Monday, December 7, 2015

My Journey of the Certification Process: Entry 3

If you have been following along, you may have noticed that more than a week has passed and I have not written a blog post. This part of my certification process happens from time to's life getting in the way!

For two weeks, my children and I have been fighting off colds and strep throat, and it has been awful. There was still homework and housework, and just to make things interesting, wrestling season started. Even with the help of my husband, there were just not enough hours in the day. Time dedicated to certification had to be put aside for a bit.
The Family that keeps me busy!

When this happens, I try not to lose my momentum. I know that I can't dedicate the hours I want to research on the "big" projects when I am feeling lousy. Instead, I watch BCG videos and read about genealogy. I might not remember all that I hear or read, but it makes me feel better to know that I have done "something" that will benefit my portfolio.

When I have been especially busy and have only small bursts of time or energy, I work on transcription and abstraction.

Transcription and abstraction of a provided document is part of the portfolio. BCG sends you one handwritten document that could be found in the region and time period you mentioned on your initial paperwork. You also will do a transcription and abstraction of a document that you provide.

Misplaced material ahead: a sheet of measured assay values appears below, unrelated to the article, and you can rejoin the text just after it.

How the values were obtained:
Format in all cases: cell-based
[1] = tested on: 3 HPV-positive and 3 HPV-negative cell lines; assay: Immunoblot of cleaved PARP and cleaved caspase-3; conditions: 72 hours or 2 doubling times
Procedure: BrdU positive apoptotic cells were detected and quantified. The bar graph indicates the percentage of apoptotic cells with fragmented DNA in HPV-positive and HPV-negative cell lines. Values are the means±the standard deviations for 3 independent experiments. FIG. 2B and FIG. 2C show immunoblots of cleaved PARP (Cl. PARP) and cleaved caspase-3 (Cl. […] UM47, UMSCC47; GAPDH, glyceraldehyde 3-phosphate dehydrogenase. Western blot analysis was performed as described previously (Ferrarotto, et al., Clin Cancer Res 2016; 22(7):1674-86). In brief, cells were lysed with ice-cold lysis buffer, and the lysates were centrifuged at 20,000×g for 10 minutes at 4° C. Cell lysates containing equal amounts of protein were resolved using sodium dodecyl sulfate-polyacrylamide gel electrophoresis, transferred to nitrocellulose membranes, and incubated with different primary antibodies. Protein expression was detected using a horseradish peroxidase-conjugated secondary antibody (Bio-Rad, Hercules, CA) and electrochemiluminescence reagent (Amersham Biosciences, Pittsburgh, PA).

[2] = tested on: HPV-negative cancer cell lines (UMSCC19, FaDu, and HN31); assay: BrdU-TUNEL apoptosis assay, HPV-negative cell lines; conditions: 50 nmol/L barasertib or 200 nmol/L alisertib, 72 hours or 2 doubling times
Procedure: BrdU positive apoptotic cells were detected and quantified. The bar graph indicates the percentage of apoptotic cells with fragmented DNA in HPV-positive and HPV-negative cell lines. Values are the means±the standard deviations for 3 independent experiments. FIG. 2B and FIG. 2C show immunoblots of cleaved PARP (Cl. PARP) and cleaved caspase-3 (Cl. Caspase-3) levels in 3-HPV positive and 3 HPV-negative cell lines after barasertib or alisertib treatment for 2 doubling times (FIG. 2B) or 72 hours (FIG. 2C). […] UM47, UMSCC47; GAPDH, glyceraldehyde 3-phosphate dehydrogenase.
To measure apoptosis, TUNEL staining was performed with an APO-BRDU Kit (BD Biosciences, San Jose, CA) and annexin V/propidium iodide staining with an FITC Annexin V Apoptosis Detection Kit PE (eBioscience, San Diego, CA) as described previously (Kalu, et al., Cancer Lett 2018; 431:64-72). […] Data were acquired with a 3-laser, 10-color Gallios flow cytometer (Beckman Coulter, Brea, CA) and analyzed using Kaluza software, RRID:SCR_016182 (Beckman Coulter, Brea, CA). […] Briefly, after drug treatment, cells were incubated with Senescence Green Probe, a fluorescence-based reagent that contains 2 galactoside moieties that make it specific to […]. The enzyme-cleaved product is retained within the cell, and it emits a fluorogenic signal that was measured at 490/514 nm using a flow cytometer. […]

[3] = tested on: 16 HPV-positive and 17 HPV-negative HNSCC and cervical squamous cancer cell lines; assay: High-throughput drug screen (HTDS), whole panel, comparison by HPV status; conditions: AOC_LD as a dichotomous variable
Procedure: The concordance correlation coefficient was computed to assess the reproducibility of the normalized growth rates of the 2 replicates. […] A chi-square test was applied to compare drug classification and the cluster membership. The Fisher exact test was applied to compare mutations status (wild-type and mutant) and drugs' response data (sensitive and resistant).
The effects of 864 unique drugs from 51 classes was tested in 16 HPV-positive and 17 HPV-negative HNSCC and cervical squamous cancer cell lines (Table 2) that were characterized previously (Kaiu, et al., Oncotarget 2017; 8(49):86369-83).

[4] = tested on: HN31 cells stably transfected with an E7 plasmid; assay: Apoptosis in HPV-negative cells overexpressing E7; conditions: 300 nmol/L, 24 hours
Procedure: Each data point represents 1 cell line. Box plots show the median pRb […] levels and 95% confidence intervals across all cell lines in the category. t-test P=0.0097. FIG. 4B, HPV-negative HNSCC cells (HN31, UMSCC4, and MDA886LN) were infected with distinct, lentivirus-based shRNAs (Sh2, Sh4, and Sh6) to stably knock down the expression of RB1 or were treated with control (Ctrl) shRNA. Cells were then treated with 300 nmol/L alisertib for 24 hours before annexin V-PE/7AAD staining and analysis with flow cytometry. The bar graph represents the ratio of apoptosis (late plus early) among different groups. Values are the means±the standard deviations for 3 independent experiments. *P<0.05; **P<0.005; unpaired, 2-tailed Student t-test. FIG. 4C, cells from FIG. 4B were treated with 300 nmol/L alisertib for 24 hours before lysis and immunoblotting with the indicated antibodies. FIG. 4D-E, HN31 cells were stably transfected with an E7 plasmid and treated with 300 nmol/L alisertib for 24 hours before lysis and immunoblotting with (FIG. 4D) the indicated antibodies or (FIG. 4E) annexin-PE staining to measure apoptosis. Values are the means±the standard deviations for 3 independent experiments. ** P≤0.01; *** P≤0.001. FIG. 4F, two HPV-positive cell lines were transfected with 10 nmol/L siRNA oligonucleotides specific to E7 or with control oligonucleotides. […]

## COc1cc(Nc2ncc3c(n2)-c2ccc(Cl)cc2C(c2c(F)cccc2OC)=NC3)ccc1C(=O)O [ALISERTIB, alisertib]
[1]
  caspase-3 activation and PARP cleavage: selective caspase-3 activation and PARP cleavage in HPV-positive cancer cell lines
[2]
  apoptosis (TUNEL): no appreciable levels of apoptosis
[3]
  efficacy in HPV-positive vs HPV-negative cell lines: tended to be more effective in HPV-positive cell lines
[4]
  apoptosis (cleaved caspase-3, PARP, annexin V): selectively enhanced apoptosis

Practicing the techniques for transcription and abstraction is important. Because abstraction had not often come up in my past research experience, I have had to study that more so than transcription.

One of the best resources for learning the ins and outs of transcription and abstraction is chapter 16 in Professional Genealogy: A Manual for Researchers, Writers, Editors, Lecturers, and Librarians edited by Elizabeth Shown Mills. 

I was still a bit confused as I read the chapter and compared it to other transcription and abstraction examples found in the document samples on the BCG website. I mentioned my confusion on the Google Group for those "on the clock." Judy Russell said it best when she said (and I quote), "There is No One Right Way. All together now. Repeat after me: There is No One Right Way." End quote.

I think the most important thing to learn during the certification process is this: There are standard operating procedures. As you learn and apply these standards, the finished product may look different than others. That's your style and that's okay. When it comes to transcriptions, the guidelines and essentials are pretty straight forward and Ms. Mills lists them in chapter 16 of the book I mentioned above.

As for abstracts, I found them...well, more abstract! Abstract examples can have different styles. Some may be written more like a list and another may be written similar to narrative format. I decided to not choose one style over another, but let my gut direct me. I ask myself, "Who is my audience? Will this be logical to my reader?" If a numbered or list abstract would help my reader to understand the document best, I use that style. If I think the narrative format might be best for the reader, I use a narrative format.

As I have said before, these are just my impressions as I go along. Please don't use these words as advice for your portfolio, I may be doing it all wrong! We shall wait and see.

In the meantime, when my life gets busy,  I do something. Read, watch a video, or practice a paragraph or two of transcription/abstraction. The important thing is to not lose your momentum! Just keep swimming, swimming, swimming!

Read "My Journey of the Certification Process: Entry 2" here.


  1. Amie,

    I want to let you know that your post is listed in today's Fab Finds post at

    Have a wonderful weekend!


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